Here in Tokyo the damage has been minimal, though several people have died, mostly from falling masonry. I was at work in Chiyoda (right in the heart of the city) at the time and knew it was serious when books started flying off shelves. The urge to leg it out of the building as fast as possible was immense, but there really wasn’t time: the only thing I could do was leap under my desk.
It wasn’t really possible to leave work straight after the quake hit. Aftershocks were frequent and mobile phone call and text message services were jammed because of the sheer number of people trying to use them.
Amazingly, the most reliable way of communicating with people on mobile phones was through Twitter and Facebook, as cellular data services were still working okay. If you haven’t got either of these services installed on your mobile phone, I suggest you do so, just in case another big quake hits over the next few weeks. I’ve just opened a Twitter account (@AndyInTokyo) for this reason.
Most, if not all, the trains stopped, so my wife (who works nearby) and myself – as well as hundreds of thousands of other people – had to walk all the way across Tokyo to get home. It was all quite surreal.
Train services are operating in Tokyo today, but service is limited. The best place to be at the moment is home.
If anyone wants to get in touch by email you can contact me at firstname.lastname@example.org.
If I was the mayor of Tokyo the following people would be thrown to starving lions:
- Rush-hour commuters who stand directly in front of ticket barriers while they look for their train pass
- Cyclists who cycle through, rather than wait for, groups of pedestrians at crossings
- Housewives who walk four abreast – and at a snail’s pace – along narrow pavements
- Kids who are so busy playing with their phones that they can’t walk in a straight line
- Old men who think out loud, loudly. Eg, “Souu KA”, “Sore wa giri-giri KaNAAA”
- People who run for empty train seats as if sitting down was the Most Important Thing in the World, only to get off the train ten minutes later
- People who don’t hold doors open for others
- Middle-aged men who spit anywhere and everywhere
- Customers who fail to use common niceties, like “Please” and “Thank you”, when talking to waitresses and staff
- Salarymen who clip their fingernails at their desks
- Middle-aged women who talk in high-pitched voices because they think it’s “cute”
Did you know that you can go to the top of Mori Tower (that’s the biggest building in the Roppongi Hills complex)? Well, you can, and here are the photos to prove it:
Although going on the roof is okay, standing on the helipad is a no-no. Spoilsports.
There are a number of security guards posted around the edge of the roof, just in case you should try anything terroristy.
The view from the roof is pretty tasty. Shame that my phone’s camera isn’t good enough to take a really decent photo of it.
Earlier this month it seemed likely that Ichiro Ozawa, backroom wheeler-dealer and master of the political dark arts, would be successful in his bid to become leader of the DPJ, a result that would also make him Japan’s fourth prime minister in four years. However, it now appears that victory is far from certain: DJP MP Banri Kaeda, one of Ozawa’s most prominent backers, now thinks that “the situation is very severe”. In other words, he doesn’t think Ozawa will beat incumbent Naoto Kan.
Although a recent opinion poll showed that less than 20% of the Japanese public think Ozawa should be prime minister, he continues to enjoy the majority of support among the DPJ’s MPs. While this may look like – and indeed probably would be – electoral suicide on the MPs’ part, a large number of them owe Ozawa their political careers. To vote against him would be to make a very powerful enemy – Ozawa isn’t called ‘the destroyer’ for nothing.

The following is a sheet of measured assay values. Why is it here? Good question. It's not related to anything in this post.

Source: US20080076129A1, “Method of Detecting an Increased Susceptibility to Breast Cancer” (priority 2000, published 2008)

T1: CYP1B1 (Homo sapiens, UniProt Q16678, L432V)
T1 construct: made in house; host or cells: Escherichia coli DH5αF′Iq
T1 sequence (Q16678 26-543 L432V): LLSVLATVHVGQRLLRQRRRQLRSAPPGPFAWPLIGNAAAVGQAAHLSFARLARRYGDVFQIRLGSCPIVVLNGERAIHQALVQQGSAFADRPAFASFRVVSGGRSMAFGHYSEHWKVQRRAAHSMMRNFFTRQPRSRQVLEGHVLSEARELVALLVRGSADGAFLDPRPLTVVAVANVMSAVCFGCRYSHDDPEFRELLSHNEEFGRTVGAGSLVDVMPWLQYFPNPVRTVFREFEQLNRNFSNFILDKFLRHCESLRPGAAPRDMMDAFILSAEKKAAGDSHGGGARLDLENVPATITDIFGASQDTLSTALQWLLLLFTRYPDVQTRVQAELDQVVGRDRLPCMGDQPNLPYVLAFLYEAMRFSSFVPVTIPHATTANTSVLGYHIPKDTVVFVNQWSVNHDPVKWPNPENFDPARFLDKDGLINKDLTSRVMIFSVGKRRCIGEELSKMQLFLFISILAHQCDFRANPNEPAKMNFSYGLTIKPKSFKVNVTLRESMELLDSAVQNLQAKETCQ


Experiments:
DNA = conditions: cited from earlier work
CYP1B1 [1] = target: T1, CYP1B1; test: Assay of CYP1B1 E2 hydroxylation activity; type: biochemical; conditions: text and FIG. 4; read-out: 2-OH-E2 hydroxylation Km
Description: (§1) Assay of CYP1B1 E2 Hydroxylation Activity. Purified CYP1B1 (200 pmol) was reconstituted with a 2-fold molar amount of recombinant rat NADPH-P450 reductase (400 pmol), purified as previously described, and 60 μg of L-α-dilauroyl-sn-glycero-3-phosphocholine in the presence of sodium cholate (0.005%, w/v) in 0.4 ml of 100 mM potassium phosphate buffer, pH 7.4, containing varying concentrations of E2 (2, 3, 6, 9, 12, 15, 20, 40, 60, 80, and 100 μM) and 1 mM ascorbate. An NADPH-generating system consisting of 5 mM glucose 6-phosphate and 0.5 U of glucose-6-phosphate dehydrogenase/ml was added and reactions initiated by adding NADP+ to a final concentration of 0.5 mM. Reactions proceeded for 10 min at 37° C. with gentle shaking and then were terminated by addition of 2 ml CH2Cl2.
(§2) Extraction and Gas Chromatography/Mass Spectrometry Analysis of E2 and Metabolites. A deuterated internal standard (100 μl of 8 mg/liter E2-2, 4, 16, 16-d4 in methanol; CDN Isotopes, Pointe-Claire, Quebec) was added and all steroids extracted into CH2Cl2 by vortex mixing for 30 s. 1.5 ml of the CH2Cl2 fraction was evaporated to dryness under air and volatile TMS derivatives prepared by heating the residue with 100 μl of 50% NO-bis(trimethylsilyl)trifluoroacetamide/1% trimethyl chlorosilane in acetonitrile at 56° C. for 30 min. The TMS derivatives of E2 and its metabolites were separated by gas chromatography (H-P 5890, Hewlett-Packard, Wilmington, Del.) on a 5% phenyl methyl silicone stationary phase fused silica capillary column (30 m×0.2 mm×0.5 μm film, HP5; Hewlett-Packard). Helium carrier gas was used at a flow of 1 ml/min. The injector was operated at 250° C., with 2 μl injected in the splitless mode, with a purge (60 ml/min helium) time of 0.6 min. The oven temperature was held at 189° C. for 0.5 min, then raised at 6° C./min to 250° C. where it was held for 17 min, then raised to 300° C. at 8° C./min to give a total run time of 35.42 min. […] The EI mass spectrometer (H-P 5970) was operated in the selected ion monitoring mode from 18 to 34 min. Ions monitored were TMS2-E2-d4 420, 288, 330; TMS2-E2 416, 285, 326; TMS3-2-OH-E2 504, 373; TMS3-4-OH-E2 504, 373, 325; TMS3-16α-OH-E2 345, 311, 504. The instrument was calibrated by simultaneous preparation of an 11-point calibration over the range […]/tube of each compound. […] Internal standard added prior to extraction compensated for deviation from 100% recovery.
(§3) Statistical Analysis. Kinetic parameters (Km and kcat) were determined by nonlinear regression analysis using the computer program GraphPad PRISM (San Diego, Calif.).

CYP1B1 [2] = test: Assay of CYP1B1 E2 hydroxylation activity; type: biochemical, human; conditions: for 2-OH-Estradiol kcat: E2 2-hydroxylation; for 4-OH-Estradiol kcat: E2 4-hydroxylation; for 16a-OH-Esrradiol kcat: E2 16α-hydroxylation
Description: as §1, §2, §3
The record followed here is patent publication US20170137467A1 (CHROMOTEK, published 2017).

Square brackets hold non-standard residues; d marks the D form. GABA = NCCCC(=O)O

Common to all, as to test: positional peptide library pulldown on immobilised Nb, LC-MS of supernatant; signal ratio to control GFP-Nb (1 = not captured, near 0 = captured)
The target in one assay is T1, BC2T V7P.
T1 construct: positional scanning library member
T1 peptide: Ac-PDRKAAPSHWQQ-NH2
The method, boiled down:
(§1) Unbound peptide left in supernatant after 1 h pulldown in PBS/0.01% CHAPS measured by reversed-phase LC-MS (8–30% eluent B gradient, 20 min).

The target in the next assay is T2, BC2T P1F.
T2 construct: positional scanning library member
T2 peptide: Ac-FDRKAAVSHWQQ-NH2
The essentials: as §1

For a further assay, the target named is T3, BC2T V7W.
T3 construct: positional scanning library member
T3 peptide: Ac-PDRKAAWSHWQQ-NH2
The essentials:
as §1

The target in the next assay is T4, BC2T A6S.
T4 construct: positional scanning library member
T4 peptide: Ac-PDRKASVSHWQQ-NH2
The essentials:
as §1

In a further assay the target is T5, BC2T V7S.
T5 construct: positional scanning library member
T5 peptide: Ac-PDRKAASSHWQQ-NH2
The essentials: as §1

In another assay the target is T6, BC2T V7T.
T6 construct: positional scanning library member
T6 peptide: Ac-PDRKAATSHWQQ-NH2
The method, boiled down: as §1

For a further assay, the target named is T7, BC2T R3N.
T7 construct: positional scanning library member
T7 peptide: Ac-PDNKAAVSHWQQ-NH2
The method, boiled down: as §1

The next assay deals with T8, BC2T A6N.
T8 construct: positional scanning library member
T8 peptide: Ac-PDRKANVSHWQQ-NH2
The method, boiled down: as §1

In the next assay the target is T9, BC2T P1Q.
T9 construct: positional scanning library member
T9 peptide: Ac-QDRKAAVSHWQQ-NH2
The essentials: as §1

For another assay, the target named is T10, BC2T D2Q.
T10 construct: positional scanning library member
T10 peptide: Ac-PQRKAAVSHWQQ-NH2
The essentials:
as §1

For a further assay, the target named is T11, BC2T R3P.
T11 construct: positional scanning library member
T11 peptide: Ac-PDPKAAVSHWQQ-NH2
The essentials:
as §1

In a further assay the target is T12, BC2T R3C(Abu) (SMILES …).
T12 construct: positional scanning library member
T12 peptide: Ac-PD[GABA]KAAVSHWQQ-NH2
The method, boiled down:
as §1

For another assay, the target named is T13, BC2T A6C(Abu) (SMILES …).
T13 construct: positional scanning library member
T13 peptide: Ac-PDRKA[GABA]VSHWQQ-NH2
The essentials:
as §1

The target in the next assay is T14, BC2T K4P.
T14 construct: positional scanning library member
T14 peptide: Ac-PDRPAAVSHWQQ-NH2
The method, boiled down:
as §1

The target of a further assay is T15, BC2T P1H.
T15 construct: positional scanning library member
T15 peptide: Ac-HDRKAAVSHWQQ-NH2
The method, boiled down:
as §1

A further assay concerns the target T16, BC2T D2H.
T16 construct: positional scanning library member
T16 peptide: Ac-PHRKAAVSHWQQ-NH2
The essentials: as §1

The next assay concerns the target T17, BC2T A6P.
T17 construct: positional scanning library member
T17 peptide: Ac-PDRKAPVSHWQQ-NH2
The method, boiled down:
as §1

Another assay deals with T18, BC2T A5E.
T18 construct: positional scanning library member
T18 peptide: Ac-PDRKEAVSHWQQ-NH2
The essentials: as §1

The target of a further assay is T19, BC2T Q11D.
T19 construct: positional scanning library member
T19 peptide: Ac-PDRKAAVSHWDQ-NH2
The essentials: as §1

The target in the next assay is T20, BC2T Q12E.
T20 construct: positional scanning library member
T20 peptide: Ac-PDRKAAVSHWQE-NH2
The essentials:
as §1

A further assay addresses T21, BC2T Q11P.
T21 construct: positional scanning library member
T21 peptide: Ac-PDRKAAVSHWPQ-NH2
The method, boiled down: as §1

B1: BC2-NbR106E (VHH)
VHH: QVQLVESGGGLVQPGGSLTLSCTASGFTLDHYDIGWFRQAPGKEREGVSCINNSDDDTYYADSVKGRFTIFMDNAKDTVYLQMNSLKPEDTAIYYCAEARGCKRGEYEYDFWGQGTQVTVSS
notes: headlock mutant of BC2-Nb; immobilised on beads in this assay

It isn’t just MPs who get to vote, though: local assembly members and regional officials are also having their say, albeit with reduced influence (MPs’ votes are worth twice as much as the other two combined). If Kan can sway enough members of these two groups to back him, as well as a large number of the 60 MPs who have yet to decide, he may be able to hold on. Kaeda seems to think that this may very well happen.
Defeat for Ozawa may be good for the DPJ’s electoral chances – and for Japanese politics in general – but it could spell disaster for Ozawa himself: he is currently under investigation for funding irregularities. Holders of high offices in government are immune from prosecution, but as Ozawa’s chances of becoming PM slip away he may very well be indicted, just like three of his aides were this February.
Category Japan, Only in Japan, Shopping in Japan, Technology, Tokyo
Category Japan, Japanese Politics, News, Only in Japan, Tokyo
My, doesn’t time fly in the world of Japanese politics? It seems like only yesterday that Yukio Hatoyama and the DPJ finally managed to chuck the pork-barrellers of the LDP out of power, and yet here we are, just months later, with yet another unelected Japanese leader on our hands.
Putting questions of legitimacy to one side for the time being, it’s good to see that Naoto Kan, the new prime minister, isn’t from one of the grotesque political dynasties that dominate the Diet. The grandfathers of the last four prime ministers – Hatoyama, Aso, Fukuda and Abe – were also prime ministers themselves. Tellingly, none of these political darlings lasted longer than a year in office. It comes as no surprise that their ‘superior’ breeding and first-rate education failed to prepare them for the real world, and for the demands that come with governing the world’s second largest economy.
While Hatoyama doggedly dug his own grave over the US military base on Okinawa, Naoto Kan kept mum. By neither agreeing nor disagreeing with the idea of moving the base off the island he may very well be able to dodge the issue entirely, or at least kick it into the long grass for the time being. Hatoyama’s dithering seriously damaged the US administration’s trust in Japan. Kan needs to repair that trust, and also begin to enact the policies that the LDP fought last year’s election on, most notably reform of the institutionally corrupt bureaucracy.
The political elite have been in a malaise for so long that, like the chained prisoners in Plato’s allegory of the cave, they have little or no understanding of how the real world functions. Hopefully, Kan will be able to drag some of them towards the blinding reality of the outside world. Unfortunately, content with their world of shadows, most of them will probably try to get rid of him as swiftly as possible.